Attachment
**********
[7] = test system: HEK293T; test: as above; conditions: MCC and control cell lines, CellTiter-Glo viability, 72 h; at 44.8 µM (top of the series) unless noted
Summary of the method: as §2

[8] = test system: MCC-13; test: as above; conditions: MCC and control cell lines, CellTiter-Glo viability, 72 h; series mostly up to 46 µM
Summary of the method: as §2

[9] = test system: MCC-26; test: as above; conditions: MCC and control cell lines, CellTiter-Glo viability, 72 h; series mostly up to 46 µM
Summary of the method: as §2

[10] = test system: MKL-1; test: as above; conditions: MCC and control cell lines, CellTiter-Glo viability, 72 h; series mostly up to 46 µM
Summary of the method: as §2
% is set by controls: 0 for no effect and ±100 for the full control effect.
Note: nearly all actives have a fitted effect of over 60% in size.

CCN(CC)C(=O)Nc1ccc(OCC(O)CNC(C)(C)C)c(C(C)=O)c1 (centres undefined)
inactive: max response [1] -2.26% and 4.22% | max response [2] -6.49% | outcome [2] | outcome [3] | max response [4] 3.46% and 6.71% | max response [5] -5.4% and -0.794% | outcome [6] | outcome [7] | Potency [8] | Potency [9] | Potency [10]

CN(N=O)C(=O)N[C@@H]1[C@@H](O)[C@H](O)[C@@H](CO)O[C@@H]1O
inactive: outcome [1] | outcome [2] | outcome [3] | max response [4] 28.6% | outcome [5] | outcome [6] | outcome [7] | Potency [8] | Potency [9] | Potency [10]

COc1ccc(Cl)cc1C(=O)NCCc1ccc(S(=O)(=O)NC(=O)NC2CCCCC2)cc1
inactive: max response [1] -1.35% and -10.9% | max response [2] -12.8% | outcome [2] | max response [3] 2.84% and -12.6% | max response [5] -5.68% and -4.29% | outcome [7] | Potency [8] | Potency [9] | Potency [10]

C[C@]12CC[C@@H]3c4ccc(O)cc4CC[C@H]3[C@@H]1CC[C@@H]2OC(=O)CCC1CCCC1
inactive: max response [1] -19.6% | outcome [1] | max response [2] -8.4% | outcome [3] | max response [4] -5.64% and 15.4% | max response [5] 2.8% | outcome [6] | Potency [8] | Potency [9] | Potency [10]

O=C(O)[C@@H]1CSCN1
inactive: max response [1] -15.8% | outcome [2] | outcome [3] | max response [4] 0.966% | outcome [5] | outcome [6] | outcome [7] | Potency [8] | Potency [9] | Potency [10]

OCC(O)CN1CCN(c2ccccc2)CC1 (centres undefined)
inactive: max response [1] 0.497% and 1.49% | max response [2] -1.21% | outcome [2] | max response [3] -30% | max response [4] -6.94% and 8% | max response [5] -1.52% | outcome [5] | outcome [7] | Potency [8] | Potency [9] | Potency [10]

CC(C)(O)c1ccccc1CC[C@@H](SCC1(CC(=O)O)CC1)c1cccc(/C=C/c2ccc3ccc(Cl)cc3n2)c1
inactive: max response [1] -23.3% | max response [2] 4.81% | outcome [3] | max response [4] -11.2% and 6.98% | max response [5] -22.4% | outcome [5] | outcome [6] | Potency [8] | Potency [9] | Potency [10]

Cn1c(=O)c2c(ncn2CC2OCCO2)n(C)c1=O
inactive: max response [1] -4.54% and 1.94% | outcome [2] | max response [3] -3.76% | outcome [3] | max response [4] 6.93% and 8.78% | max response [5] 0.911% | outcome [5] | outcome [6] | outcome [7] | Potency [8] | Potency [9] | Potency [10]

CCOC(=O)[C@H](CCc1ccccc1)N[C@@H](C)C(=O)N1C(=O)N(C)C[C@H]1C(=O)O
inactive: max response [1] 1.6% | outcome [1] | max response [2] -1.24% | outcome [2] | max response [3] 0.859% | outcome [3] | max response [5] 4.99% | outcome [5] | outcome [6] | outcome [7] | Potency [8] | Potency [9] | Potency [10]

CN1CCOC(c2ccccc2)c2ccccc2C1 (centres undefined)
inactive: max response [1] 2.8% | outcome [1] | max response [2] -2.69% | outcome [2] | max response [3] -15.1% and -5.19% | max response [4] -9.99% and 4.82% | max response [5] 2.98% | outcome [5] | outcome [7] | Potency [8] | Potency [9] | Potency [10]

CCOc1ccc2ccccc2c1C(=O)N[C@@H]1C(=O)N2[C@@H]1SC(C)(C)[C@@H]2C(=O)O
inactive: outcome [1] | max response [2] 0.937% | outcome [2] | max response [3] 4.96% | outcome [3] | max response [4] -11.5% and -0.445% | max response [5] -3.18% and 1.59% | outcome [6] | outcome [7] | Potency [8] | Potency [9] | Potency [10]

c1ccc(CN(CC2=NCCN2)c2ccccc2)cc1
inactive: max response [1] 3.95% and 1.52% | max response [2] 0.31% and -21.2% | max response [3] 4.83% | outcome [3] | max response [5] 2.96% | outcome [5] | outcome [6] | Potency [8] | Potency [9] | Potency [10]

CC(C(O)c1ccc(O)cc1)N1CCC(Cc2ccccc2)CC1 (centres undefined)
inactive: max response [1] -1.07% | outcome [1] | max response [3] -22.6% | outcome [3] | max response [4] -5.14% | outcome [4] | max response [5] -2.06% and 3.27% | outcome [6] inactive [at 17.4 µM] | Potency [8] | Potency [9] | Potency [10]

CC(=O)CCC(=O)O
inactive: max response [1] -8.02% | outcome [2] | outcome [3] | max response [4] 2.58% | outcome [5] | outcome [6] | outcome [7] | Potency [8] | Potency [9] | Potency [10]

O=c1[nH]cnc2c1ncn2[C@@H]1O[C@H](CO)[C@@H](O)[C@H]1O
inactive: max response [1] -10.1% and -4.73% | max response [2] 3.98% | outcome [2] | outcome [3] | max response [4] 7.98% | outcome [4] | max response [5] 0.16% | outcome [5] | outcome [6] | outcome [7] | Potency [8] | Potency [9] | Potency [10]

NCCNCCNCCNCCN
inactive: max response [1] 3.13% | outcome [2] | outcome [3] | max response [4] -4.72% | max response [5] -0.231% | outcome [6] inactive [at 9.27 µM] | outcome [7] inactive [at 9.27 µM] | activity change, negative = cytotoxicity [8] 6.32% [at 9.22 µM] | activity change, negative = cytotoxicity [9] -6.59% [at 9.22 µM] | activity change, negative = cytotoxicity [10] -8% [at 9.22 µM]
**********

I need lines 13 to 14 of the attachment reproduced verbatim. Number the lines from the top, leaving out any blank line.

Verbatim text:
CN(N=O)C(=O)N[C@@H]1[C@@H](O)[C@H](O)[C@@H](CO)O[C@@H]1O
inactive: outcome [1] | outcome [2] | outcome [3] | max response [4] 28.6% | outcome [5] | outcome [6] | outcome [7] | Potency [8] | Potency [9] | Potency [10]